Although their initial plans were thwarted by coronavirus, Traralgon’s Damian and Melina Tripodi still celebrated their 50th wedding anniversary in isolation on Saturday.
The couple was supposed to mark the occasion by travelling to Chiesa di Santo Rosario (Church of the Holy Rosary) where they were married in Italy.
Instead they were surprised with a barrage of balloons, flowers and cards delivered to their door.
Their family even made a poster with photos of those who were not able to see the couple for the big celebration, which the Tripodis said was “really special”.
It was love at first sight for Mr Tripodi, who knew he would marry Melina upon meeting her for the first time in the small town of Palmi, Italy.
In 1968, Mr Tripodi travelled to the seaside town with his mother to visit his birth country.
“When I arrived in Italy my relatives were preoccupied because they wanted to find me a bride, and it took a lot of huge effort to convince them that I wasn’t interested in a wife at that stage,” he said.
“I went for a trip around Italy and mum stayed, she told me that just the day before one of her friends came to visit with her daughter, and what a beautiful girl she was.
“The next day I was in the car with a cousin of mine and I looked over to see two girls at the community tap – which was originally the village well – where two ladies were gathering water and washing and as soon as I saw them I told my cousin to stop the car, that was Melina, the daughter my mum told me about the day before.
“The next day I was in my paternal grandmother’s house … Melina lived at the edge of town next to my grandmother’s property and I saw the same girl that I had seen yesterday … it was winter, very cold and I chopped a lot of wood for my grandmother that day.”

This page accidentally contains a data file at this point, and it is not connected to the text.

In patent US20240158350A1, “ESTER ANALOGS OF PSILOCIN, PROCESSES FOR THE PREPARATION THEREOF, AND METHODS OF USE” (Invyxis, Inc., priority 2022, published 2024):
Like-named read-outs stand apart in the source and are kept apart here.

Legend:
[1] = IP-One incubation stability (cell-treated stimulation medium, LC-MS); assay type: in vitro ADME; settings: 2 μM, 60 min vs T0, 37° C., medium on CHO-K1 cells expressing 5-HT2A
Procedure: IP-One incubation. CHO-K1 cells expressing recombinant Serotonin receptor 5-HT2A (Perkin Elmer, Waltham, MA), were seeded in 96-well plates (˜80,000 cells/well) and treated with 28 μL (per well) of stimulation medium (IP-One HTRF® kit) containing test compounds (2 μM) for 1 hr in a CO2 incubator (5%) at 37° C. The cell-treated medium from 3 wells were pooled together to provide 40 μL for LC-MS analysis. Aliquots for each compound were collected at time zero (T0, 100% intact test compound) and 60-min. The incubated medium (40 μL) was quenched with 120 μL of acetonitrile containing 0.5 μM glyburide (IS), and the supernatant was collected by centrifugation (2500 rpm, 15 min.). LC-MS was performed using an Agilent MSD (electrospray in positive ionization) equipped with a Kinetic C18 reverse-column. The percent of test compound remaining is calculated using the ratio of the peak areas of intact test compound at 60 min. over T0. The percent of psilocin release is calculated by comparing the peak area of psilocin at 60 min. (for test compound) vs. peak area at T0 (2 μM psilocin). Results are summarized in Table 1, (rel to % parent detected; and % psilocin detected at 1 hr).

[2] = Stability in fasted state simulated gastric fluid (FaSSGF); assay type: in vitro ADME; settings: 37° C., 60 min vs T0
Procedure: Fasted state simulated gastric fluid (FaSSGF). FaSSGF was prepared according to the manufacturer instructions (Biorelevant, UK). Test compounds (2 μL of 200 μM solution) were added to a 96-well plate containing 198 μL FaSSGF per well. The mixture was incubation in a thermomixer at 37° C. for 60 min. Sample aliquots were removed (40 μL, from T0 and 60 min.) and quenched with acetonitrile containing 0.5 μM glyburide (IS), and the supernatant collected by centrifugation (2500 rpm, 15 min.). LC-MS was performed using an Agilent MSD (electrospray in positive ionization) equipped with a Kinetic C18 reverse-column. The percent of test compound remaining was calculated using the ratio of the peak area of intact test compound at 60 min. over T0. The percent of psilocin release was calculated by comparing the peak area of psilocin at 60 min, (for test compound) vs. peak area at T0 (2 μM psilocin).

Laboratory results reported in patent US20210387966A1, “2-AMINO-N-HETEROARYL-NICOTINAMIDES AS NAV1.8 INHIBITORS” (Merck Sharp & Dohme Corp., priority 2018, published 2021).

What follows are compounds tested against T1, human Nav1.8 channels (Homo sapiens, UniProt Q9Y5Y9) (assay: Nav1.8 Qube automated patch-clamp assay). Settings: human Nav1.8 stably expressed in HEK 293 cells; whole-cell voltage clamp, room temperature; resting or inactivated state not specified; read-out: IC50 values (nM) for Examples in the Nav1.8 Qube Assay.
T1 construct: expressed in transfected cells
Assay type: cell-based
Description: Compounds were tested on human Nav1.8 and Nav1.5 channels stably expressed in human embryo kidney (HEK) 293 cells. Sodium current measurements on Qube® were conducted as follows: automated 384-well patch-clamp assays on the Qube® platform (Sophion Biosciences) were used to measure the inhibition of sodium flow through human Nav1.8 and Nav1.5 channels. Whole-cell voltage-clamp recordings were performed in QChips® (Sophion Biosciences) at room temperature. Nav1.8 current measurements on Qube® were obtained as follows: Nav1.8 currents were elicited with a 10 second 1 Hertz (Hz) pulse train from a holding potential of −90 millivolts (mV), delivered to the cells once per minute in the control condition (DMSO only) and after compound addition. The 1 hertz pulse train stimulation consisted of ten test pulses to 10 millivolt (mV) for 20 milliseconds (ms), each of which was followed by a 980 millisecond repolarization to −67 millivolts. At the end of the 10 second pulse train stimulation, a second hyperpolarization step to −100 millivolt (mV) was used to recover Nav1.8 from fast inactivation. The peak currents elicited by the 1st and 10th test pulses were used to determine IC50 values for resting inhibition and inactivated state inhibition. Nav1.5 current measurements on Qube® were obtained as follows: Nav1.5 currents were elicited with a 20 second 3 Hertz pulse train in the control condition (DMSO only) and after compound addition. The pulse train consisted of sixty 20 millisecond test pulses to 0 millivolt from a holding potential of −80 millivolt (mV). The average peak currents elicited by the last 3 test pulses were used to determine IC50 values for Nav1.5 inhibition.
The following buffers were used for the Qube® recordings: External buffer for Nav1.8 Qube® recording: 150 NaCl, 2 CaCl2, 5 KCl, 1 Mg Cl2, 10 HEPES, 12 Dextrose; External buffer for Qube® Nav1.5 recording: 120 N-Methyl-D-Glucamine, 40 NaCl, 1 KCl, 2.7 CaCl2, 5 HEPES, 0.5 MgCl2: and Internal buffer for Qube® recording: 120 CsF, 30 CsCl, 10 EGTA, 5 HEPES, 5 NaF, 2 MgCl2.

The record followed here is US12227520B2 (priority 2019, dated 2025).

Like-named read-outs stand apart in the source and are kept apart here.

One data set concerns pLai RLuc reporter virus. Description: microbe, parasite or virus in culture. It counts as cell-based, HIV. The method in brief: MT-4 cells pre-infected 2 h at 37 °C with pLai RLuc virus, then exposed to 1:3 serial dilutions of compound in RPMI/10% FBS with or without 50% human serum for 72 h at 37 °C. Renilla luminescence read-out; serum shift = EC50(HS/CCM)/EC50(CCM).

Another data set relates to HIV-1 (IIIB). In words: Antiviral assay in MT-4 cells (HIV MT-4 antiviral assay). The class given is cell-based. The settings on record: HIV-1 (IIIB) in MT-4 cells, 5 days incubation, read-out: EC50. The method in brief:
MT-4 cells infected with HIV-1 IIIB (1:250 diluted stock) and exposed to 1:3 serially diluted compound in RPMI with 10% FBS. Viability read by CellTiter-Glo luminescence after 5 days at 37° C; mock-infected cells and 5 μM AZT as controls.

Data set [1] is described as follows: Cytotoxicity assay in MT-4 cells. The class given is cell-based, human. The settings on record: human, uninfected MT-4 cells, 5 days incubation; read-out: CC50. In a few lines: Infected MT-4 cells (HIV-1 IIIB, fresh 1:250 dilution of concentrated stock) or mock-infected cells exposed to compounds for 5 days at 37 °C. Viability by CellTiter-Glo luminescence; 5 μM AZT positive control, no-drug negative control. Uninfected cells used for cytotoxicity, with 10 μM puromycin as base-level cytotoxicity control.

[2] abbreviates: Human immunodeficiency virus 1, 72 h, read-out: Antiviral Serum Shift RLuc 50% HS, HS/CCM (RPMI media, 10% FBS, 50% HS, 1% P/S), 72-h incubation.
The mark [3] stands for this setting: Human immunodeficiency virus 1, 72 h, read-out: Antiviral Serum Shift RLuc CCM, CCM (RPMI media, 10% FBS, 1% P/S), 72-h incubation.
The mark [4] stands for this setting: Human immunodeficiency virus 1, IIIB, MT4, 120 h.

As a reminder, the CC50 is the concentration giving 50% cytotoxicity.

Mr Tripodi was finally introduced to Melina officially when he saw her picking olives with her mother and spent a few days getting to know her, with a chaperone, before he had to return to Australia.
The couple sent letters to each other for 18 months before their wedding day and Mr Tripodi said he was not able to attend his own engagement party, but said that was just “love by long distance”.
Mrs Tripodi said she thought that nothing would come of her time with her future husband all those years ago.
“I thought he’s a nice man, but he will go away … but then we started sending letters and I have most of those letters still with me,” she said.
“I told him if he wanted to marry me we would have to get married in Italy before I moved to Australia with him.”
Mrs Tripodi said the move was not an easy one and she spoke no English, but taught herself the language by reading magazines and watching television.
“(We) didn’t have much when we were younger but together we have done a lot, which is good because we did it together,” she said.
“Fifty years is to understand one another, my mother used to say ‘be friends when you go to bed you can’t be mad at each other’.
“We worked hard, I was cooking all my life, he was a teacher and we now have three children and seven grandchildren who love us, so I think we have done a good job.”